Peter Bowditch's Web Site

Advertising policy

Articles published on my business blog

Getting your business on the Internet

June 24, 2016

Someone asked on a Facebook forum if someone could build a quick web site for them. My reply which asked them to contact me was then swamped by recommendations for web developers who have Facebook pages but apparently no actual web sites of their own.

Think about that for a moment. Web site developers with no web sites of their own, and all probably experts in WordPress and not much else. It reminds me of the early days of the web in Australia when newspaper classifieds (remember them?) were filled with people with no email addresses or web sites who were offering advice about using the web. (Here's something I wrote about this almost two decades ago.)

Here's what you need to do if you want to start using the Internet for your small business.

  1. Get a domain name that matches your business name. A name is easy to get if you already have a registered business name and an Australian Business Number (both of which of course you have) and costs very little when compared to the other costs of running a business.
  2. Find somewhere to host both a web site and your email address. Nothing shouts "amateur" more loudly than a business using a free email service (like Gmail or Hotmail) or the address provided by an ISP (eg Make sure that the hosting place allows several email addresses at the same domain (preferably an infinite number) so that you can filter incoming mail according to use and priority (as well as peter@ I have several other addresses at work – sales@, accounts@, info@, ...). This also means that employees can have their own individual email addresses.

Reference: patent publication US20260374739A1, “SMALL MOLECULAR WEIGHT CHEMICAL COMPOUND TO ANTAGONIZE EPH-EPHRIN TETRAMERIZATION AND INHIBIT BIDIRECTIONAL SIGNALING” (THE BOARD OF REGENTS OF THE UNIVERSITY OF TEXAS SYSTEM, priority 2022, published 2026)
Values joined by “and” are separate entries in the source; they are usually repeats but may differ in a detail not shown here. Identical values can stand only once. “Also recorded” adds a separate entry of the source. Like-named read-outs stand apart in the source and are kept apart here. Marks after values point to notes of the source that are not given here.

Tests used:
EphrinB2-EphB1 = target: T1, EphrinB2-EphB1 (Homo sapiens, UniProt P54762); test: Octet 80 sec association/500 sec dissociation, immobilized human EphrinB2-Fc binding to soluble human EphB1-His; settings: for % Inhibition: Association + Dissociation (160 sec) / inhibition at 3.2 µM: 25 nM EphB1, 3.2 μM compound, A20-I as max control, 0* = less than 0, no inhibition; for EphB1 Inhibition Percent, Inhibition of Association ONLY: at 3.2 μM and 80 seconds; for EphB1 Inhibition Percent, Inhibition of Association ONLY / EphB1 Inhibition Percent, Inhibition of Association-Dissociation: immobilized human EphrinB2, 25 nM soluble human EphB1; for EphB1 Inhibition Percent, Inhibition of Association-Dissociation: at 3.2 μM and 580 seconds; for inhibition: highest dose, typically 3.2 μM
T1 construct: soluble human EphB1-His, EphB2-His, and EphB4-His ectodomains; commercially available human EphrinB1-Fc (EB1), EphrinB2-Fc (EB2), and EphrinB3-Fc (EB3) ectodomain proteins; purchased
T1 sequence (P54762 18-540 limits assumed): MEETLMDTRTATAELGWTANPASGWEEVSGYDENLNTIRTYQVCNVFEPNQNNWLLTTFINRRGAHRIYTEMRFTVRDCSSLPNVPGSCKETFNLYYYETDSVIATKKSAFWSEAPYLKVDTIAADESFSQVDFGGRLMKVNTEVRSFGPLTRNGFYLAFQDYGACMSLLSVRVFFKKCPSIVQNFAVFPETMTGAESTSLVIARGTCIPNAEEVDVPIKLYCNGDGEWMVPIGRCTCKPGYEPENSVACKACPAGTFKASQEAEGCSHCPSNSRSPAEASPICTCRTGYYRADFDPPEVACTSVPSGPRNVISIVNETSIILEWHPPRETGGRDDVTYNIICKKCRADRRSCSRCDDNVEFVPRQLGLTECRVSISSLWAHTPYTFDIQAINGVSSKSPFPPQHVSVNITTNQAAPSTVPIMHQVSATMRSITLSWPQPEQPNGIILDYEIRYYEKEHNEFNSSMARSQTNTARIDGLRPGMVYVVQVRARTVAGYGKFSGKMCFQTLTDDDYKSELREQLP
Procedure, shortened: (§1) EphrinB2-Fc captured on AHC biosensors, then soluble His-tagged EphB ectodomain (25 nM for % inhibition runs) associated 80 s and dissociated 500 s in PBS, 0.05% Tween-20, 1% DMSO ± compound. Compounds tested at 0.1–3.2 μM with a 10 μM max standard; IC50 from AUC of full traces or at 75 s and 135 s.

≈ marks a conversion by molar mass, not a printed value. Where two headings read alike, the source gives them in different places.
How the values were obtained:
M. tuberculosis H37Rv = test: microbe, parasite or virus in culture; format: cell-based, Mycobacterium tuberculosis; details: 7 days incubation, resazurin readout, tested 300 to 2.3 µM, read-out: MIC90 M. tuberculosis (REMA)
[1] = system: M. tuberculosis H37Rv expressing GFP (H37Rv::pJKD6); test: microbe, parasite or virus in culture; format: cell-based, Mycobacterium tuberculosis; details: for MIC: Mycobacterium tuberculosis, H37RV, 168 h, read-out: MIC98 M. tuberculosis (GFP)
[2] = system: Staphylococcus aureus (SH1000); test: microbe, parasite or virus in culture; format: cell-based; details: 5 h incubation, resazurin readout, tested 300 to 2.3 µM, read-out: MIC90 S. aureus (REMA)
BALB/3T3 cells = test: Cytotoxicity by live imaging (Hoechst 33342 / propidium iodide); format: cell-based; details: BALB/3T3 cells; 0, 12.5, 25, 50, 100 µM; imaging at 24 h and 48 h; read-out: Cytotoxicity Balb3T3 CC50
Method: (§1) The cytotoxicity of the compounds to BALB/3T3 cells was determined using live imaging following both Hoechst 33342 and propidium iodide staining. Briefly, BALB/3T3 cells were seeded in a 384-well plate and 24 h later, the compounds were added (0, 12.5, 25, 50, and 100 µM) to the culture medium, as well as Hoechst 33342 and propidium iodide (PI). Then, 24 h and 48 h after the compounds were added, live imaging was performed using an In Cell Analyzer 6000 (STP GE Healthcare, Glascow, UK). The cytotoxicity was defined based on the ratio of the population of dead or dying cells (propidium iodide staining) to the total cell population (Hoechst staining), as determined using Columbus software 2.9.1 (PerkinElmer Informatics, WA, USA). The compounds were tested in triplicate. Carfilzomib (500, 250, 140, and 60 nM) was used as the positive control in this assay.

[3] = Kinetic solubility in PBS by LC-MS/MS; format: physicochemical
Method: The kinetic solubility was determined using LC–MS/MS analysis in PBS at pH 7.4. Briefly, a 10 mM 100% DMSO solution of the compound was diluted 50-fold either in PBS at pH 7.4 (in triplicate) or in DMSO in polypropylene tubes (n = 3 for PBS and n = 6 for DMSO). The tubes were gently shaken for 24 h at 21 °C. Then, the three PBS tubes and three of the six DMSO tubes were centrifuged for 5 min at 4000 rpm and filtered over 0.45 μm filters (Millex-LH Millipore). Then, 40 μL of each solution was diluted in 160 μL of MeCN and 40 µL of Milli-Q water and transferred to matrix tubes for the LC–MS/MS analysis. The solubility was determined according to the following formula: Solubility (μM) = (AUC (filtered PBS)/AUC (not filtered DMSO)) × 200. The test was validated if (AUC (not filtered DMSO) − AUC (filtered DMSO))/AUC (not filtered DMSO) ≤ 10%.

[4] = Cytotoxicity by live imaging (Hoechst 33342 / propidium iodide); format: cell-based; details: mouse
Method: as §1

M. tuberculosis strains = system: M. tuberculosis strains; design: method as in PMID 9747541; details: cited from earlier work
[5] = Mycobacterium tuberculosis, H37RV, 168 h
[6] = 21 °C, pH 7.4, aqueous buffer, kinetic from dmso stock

You can legitimately use free services provided that you never tell anyone the address. As an example, I have an address that is used to send messages from the Help Desk system directly to my phone. (The Help Desk system communicates with users using hdesk@, not the address.) You can do the same with a real email address and have it directed to Gmail for example, as long as you can make sure that any email messages you send have the public address set as return, not Gmail.

    If the above sounds too complicated, get an expert to help you set it up. It's not hard to do if you know how to do it.
  3. Get a web site using the domain name. This can just be a landing page with your company name and logo and a link to send email. You can always build a great site afterwards. I had an accountant as a client who did just this – he had no interest in having a web site with content that needed to be updated so he had a single page with enough content that meant he could be found by search engines and a link for email. He only wanted the domain name for email.

    Note that you will be told that you shouldn't have email links on web pages because spammers will find them. If you get a professional to do the job the links will display correctly to visitors and will be interpreted correctly by browsers but will be unreadable to web site source scrapers. Don't believe everything that non-professionals tell you.